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Water: the greatest ecosystem service. 2011. In Landscape Ecology and Ecosystem Services. C. Young, L. Bosongel, I. Hooper & K. Moreton-Jones (Eds.) pp. 129–137.


S. M. Haslam, Department of Plant Sciences, University of Cambridge, Cambridge CB2 3EA



Water is necessary for all life and, coming from the earth, is the greatest service the ecosystems of the earth provide to humankind, as well as to all other animals and plants. All are made largely of water, and so water must be able to enter and leave. Water enters, ultimately, as precipitation in the form of fresh water, falling equally on land and water. The smaller amount falls on land and freshwater, providing the necessities of life for the biota and their habitat (soil, trees, lakes, etc.) in which they live and from which they draw their water. Ultimately, this fresh water, with or without many solutes added, runs to the salt water of the sea with all its inhabitants, from whence it evaporates into the sky and precipitates down once again. This paper is concerned solely with the small part of the cycle which is on land and characterised as fresh water, which is responsible for life on earth.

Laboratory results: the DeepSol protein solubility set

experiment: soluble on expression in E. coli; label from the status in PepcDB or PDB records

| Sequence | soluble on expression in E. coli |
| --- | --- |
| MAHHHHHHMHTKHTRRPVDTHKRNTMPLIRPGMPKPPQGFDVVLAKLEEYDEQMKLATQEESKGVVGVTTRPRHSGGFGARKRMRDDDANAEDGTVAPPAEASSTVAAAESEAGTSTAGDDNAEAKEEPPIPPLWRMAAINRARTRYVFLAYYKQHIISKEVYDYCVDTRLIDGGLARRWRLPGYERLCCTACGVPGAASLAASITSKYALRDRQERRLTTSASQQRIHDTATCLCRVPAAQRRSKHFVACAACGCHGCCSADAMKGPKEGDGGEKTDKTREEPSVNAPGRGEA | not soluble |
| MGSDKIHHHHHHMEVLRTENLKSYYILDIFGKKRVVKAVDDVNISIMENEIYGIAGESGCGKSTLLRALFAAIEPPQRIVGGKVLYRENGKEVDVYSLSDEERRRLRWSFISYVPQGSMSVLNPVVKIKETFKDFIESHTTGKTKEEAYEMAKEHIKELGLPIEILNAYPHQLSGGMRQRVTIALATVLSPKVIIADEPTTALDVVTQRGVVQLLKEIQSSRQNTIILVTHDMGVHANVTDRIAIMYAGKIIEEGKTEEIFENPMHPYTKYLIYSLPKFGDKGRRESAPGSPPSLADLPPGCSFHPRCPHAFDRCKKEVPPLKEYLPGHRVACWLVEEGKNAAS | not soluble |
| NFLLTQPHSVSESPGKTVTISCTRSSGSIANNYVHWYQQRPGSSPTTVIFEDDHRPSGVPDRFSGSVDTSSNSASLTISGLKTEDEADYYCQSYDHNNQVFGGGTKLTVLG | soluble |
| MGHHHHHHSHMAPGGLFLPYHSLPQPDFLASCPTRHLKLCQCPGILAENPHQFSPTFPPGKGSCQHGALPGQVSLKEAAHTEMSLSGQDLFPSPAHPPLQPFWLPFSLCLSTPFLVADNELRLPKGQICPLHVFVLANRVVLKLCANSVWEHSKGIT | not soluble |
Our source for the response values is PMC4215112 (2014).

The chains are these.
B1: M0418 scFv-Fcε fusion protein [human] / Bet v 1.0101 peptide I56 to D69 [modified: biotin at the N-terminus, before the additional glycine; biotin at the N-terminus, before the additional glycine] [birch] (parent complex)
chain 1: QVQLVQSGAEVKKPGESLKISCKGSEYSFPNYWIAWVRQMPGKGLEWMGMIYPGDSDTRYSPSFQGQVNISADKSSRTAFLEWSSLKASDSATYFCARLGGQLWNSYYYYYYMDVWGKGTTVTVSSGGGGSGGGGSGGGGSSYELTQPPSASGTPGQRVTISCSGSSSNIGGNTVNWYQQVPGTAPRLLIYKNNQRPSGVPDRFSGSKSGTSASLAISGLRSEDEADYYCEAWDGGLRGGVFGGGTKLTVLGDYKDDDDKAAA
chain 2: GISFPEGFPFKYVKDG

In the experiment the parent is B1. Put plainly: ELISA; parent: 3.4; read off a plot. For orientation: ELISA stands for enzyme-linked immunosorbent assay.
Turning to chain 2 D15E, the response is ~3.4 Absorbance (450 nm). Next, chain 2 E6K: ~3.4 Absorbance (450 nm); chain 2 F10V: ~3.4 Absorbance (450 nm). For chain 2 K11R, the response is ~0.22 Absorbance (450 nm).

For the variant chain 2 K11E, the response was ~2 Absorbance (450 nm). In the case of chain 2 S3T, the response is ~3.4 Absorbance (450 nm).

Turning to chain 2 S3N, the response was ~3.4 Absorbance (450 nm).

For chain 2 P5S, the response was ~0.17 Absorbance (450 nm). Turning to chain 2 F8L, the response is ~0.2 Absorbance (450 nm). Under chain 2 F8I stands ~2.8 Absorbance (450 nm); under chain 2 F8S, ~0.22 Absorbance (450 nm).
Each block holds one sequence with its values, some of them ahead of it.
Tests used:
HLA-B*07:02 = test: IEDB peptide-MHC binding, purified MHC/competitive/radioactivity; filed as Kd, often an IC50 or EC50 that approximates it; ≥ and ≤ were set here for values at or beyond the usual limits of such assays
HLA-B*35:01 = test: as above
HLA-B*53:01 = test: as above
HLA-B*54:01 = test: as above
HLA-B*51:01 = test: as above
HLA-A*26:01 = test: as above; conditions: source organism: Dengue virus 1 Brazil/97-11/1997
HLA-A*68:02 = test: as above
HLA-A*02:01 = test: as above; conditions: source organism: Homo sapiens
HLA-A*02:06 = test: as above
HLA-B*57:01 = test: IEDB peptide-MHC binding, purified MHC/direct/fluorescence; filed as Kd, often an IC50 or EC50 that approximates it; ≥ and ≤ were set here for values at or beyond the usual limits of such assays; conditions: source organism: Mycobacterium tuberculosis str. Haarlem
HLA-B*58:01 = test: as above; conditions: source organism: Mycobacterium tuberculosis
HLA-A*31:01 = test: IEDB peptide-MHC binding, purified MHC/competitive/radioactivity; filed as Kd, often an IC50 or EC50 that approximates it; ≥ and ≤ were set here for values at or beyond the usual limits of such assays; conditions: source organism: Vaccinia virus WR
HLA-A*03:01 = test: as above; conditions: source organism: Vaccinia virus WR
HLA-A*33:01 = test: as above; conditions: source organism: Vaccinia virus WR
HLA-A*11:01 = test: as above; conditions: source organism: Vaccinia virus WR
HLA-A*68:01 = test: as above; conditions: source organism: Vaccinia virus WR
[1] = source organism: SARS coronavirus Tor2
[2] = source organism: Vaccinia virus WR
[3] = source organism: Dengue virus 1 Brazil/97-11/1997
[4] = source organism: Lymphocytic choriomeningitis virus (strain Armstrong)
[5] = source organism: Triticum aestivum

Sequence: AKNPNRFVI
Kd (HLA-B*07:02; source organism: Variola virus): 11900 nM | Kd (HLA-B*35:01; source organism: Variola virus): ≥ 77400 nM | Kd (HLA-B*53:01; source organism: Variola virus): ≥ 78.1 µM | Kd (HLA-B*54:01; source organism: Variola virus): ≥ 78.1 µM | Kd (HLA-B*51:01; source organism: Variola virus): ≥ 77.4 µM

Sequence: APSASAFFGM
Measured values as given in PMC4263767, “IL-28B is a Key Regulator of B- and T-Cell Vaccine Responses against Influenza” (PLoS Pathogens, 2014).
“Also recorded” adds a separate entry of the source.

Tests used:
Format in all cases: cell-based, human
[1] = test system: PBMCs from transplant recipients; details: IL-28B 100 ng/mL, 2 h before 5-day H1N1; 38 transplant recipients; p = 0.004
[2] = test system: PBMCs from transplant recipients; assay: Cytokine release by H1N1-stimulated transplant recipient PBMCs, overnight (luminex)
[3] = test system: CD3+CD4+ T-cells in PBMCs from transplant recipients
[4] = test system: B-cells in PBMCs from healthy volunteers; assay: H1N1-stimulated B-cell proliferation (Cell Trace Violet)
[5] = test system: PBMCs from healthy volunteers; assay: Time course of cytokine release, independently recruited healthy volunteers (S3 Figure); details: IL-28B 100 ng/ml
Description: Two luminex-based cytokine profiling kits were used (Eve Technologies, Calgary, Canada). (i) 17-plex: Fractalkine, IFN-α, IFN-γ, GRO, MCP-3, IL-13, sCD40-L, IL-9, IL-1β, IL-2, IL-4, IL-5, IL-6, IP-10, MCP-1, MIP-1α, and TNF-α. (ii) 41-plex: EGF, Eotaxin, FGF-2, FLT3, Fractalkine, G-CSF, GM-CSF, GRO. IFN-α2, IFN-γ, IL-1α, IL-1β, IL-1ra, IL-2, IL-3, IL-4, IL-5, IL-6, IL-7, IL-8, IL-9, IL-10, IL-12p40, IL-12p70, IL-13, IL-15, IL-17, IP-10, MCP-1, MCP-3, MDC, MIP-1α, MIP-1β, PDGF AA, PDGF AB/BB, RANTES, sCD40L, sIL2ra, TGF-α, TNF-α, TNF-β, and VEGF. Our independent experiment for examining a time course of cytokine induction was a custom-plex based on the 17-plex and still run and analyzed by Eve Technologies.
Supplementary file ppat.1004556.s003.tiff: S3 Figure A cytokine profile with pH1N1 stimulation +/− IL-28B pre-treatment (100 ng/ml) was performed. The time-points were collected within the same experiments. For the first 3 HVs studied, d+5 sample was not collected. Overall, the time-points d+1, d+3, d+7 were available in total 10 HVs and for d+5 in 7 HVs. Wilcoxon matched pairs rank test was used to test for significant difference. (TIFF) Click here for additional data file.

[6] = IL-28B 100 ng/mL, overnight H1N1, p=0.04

Keywords: Water, ecosystem service, natural capital, river


'WATER IS NOT A COMMERCIAL PRODUCT LIKE ANY OTHER BUT, RATHER A HERITAGE WHICH MUST BE PROTECTED, DEFENDED AND TREATED AS SUCH.' (EU Water Framework Directive.) This statement appears obvious, but is not. None of the EU countries, to which it is addressed, are willing or able to carry it out. Some individuals, rather than nations, realise its truth, but even they are likely to be reduced to hoping that new technology will bring more water before it runs out, or worse, that war will allow 'my' country to seize and drink 'your' water, and only 'your' country will die. For something so precious as water, and yet so difficult to conserve by turning off taps, irrigating with precision, etc., this has devastating potentialities.

Water, necessary for all life, crops and cities alike, is the greatest service the ecosystems provide to humankind. The sun is outside our ecosystems and unlike water is so far an inexhaustible resource. Water, unfortunately, is neither, and from increased demand and (often wilful) negligence, shortages are appearing.

The riverscape and the river are natural capital, interdependent, and share the sheet of water which covers the land, in whole or in part, permanently or intermittently. Rain falls: some evaporates; some sinks below the ground surface, gradually emerging as springs or flushes; and (usually) most runs downslope, gradually collecting in rivers and finally the sea.